breakfast. All we know for certain is that he very soon ran back to this

breakfast and finished it with much enjoyment, and that his return

brought peace and comfort to our agitated and anxious minds.

Sir James was sometimes unpunctual, and on those days the birds

thoroughly enjoyed themelves. By the time the little Quiqui-man arrived,

not a crumb was to be found off which he could dine. The birds twittered

with delight.

One day I bought a little cream-can with a lid, and filled it with his

favourite dainties. I then put it out on the window-sill, fastening the

handle firmly to a nail.

'Fancy expecting a wild animal to eat out of a thing like that,' someone

remarked, scornfully; 'he will think it is a trap and never go near it.'

I waited anxiously. About twelve o'clock a startled flight of small

birds announced the arrival of Sir James. Although there were still some

crumbs lying about, he went straight to the cream-can and shook it

vigorously with eager hands and teeth. It took him nearly five minutes

to get it open, but he persevered and succeeded. I then had the

satisfaction of seeing him dive into the tin, head first, about half a

dozen times, each time reappearing with cake or a nut.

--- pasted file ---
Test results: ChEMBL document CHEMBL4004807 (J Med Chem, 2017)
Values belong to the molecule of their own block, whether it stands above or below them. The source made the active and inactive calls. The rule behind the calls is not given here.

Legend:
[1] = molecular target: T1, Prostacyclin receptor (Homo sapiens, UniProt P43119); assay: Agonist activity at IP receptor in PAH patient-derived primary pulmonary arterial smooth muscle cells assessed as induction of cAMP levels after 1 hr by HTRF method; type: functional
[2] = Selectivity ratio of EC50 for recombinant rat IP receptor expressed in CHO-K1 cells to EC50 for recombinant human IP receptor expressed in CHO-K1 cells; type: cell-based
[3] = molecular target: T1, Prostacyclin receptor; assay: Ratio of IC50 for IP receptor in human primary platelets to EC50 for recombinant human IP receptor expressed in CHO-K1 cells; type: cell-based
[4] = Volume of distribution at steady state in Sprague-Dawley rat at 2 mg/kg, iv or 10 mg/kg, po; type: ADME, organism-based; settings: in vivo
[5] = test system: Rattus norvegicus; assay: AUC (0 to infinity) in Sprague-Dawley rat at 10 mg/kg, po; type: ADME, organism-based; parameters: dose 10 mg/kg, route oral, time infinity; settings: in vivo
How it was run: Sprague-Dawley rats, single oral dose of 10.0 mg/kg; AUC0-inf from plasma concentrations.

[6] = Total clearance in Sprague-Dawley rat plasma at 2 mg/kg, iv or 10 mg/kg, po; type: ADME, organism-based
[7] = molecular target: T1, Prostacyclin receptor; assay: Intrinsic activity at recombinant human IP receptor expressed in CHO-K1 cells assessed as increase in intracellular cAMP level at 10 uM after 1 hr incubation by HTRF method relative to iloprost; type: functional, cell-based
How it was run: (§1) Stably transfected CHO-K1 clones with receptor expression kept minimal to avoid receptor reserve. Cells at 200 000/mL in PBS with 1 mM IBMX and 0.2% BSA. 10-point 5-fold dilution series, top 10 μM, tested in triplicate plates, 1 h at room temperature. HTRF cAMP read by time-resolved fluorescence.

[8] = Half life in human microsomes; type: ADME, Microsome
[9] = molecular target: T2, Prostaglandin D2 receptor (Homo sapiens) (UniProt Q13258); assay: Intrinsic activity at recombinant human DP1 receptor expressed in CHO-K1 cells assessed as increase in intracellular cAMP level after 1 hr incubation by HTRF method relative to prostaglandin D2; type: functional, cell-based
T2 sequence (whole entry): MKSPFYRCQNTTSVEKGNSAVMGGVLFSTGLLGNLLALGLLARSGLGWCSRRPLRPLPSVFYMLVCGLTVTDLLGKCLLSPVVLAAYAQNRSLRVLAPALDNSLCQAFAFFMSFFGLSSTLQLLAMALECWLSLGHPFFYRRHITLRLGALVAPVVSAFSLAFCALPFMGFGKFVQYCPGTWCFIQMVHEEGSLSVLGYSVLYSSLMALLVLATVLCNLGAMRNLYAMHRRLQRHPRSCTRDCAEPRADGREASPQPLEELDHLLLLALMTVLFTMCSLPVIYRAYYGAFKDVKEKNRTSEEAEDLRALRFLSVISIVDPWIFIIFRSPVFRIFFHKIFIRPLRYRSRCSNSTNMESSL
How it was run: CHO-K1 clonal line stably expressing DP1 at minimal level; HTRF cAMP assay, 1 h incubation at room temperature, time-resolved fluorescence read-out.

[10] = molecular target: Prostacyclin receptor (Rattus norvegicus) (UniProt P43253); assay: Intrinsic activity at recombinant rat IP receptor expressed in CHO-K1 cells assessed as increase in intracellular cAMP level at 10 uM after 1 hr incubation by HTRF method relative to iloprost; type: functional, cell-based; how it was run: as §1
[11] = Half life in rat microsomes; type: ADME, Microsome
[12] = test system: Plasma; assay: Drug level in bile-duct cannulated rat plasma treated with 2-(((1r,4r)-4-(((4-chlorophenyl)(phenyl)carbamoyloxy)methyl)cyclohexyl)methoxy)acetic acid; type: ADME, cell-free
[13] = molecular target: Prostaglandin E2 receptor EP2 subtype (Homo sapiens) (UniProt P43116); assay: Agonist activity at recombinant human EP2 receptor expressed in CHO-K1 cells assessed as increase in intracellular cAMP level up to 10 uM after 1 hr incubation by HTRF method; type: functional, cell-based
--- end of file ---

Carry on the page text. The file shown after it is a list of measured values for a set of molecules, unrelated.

From that day the little cream-can was kept well supplied with nuts and

cake. As time passed, Sir James grew more and more particular about his

food. He soon scorned crocus bulbs and even bread-crumbs, insisting on a

diet of shortbread cake and nuts. He always selected the biggest nut or

piece of cake to carry home. It was surprising what he could do. He was

one day seen dragging off about a third of a coconut that I had hung up

for the tits, and he managed to get this heavy burden over the high

fence that bounds our garden.

Another time we put uncracked nuts in the can instead of the usually

carefully prepared ones. Sir James examined them, dropped them, and then

with angry hands drummed upon the window-panes. Our guilty consciences

told us what was wrong, so we gently opened the window. Sir James

disappeared for a few moments, but long before we had finished cracking

the nuts he was back and watching us. We have never since dared offer

him uncracked nuts.

Winter passed, and 'in the spring a young man's fancy turns to thoughts

of love.' Sir James was very lonely and he longed for the companionship

of his own kind. He took to wandering. Sometimes days went by without

our seeing him, and our hearts were anxious when the little cream-can

remained with closed lid and contents untouched. Then on one occasion I

met the Quiqui-man nearly a mile from home. I knew him at once and he

knew me, for he came half-way down a tree to greet me, waving his little

brown hands with ten very black nails. When I saw the good Sir James so

far from home, I feared for him. I thought of the perils from hawks and

prowling cats that he was daily incurring. Something must be done and at